First of all, your question I think shouldn't just be 'why do reactive loads improve grid voltage stability' - it should be grid stability - not just voltage or current or power. Everything is improved.
Let's go back to the 1970s: the power grid is entirely AC, entirely linear (i.e. AC power is generated at a power plant and multiple linear transformer stages are used to deliver it to the end customer). No DC power lines in between, no inverters, no PFC. The voltage on the power line is fairly precisely timed to allow for the use of timing motors (synchronous motors in e.g. train station clocks), timers and DTMF encoding on power lines, etc.
Most devices that regular households use and that use an appreciable amount of power have a good power factor; they are almost perfect resistive loads. Clothing irons, lightbulbs, ovens. Also, households use a pretty small amount of power (historically between 10 and 15% of electrical power). Now, a large industrial facility turns on its giant motors. Motors are a very inductive machines, i.e. they have a low power factor. One big sewage plant pump system can use as much power as an entire city block, so this has a large effect on the grid.
A perfect grid is very 'rigid': its power lines have no voltage drop, no self-inductance and no propagation delay. In reality of course, power lines do have some elasticity and especially the use of large motors and other devices with a large difference in power factor from the mean can destabilize the local grid. Regard the voltage and current waveforms; in an ideal world these are synchronous sine waves. However, if 50% of the grid is almost perfectly resistive, and the other 50% of the grid has a power factor of say 0.5, the current waveform isn't a sine anymore; current is drawn both on the peak of the voltage waveform and in between the peak and zero crossing. It's more like a block waveform. This increased current 'in between' the peaks combined with the self-inductance of the grid causes voltage spikes.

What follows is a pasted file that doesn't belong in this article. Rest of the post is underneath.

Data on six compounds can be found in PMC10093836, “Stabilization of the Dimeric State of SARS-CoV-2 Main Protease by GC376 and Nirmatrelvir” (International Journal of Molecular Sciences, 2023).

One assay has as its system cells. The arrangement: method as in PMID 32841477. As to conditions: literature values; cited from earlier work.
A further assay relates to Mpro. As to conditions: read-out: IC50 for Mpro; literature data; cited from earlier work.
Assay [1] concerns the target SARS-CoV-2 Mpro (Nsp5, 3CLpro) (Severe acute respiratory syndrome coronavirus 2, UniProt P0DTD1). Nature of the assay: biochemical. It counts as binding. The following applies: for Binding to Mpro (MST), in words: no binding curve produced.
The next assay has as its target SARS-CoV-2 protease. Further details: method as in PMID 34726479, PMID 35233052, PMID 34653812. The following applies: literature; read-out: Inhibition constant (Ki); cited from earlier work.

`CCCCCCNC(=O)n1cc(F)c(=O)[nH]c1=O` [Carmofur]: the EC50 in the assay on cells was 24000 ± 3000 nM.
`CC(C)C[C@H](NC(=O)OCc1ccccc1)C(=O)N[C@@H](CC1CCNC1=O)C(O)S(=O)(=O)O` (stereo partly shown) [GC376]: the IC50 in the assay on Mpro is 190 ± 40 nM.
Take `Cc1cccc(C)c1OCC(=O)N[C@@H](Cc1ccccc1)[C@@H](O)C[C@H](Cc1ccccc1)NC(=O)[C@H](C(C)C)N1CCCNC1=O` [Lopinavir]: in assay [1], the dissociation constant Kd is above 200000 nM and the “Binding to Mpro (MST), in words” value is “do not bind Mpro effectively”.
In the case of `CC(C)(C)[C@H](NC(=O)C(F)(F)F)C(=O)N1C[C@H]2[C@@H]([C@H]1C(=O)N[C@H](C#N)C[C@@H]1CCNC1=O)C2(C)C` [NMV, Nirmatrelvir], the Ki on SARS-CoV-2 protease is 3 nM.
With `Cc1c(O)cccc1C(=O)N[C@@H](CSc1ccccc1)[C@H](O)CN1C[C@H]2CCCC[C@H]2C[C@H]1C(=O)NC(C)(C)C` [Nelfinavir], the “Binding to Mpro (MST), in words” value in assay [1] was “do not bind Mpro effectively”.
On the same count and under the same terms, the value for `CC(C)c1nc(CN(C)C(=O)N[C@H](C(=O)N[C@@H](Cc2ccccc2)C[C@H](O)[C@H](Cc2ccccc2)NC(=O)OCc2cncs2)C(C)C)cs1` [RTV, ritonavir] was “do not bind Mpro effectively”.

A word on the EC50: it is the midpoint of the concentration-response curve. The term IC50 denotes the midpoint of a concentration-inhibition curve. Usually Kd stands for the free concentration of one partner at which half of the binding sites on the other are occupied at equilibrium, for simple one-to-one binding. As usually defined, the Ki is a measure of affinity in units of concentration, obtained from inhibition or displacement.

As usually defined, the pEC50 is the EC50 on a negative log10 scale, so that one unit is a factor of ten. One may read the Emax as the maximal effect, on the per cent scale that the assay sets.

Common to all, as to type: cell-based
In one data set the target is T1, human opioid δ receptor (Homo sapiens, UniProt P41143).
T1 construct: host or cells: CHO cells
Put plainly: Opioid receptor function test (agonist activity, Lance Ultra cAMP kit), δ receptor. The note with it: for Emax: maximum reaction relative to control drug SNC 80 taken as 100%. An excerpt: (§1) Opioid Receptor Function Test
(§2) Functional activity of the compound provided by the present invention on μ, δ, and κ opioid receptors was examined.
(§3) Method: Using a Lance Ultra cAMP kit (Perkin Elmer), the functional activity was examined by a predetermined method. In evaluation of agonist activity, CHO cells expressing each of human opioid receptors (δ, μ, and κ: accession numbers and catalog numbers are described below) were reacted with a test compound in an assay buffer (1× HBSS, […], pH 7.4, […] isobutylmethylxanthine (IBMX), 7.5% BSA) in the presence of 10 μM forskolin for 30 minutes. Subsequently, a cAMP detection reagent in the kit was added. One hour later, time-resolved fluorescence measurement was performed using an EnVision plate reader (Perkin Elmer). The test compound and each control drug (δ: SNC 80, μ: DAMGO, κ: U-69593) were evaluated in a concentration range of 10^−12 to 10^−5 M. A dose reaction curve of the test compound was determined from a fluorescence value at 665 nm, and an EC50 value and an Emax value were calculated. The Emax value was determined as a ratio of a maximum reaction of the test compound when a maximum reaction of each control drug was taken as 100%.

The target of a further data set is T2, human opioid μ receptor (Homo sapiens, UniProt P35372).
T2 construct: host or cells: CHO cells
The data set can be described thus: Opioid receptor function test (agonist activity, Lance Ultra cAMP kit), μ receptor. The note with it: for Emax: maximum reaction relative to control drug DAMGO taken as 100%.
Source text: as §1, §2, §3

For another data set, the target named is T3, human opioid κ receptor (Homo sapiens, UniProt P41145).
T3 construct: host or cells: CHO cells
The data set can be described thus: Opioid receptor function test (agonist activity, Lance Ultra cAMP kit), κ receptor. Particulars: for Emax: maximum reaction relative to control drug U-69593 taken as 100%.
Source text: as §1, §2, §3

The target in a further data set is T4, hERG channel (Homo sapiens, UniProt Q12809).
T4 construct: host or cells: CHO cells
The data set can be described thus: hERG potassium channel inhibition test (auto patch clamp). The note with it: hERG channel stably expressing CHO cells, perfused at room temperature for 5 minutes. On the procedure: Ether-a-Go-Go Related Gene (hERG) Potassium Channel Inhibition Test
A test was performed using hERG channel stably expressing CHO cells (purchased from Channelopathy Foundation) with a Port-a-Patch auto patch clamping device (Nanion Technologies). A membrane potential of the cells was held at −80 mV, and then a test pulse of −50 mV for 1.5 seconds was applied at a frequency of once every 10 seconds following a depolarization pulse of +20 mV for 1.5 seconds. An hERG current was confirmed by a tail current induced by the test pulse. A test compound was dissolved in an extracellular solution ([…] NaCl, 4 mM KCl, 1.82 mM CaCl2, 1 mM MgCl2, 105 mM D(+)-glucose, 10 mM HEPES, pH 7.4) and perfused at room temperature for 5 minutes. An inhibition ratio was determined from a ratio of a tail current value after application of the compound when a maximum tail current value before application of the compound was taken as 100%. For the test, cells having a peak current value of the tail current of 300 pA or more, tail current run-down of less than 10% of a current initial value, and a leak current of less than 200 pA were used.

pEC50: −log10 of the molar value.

Not only that; circuit breakers for instance have traditionally always relied on the current zero-crossing for a reasonable amount of time to be able to switch. You cannot switch 100kA off; even if you would literally cut the wire with an axe they would still arc and cause current to keep flowing for way too long to be safe. Thyristors and other solid-state circuit breakers also just keep conducting until the current zero-crosses, even with their gates turned off. The increased edge speeds that distortion on the grid cause may cause big problems with circuit breakers.
So, the old-fashioned way to fix this is to put large capacitor banks as close to the motors as possible. The motors are a reactive 'load', the capacitors are a reactive 'generator' and combined they appear to the grid to be a well-behaved almost-resistive load.
This is very simple and effective, and even though I say it is old fashioned, its low complexity makes it incredibly reliable. It does have disadvantages though; capacitor banks large enough to compensate for a large-ish (100s of kW to MW range) motor are excessively expensive and large. Also, they are only optimal for a specific motor load (this depends on the type of electrical machine). You have to switch capacitors in and out to fine-tune the compensation. Lastly, there is still quite some energy loss in this system.
Note that this is not just done near or on specific machines; sometimes power companies use large capacitor banks on entire branches of their power grid to equalize the effective power factors of different domains.
A more modern approach is to use a frequency controller or inverter to control the motor. Mains power is rectified to a DC voltage, and then chopped (inverted) again to feed into the AC motor. PFC on the rectifier makes sure the drive has a good power factor on the grid. This approach is much more space- and cost-efficient, gives better control over torque and speed and easier on the grid.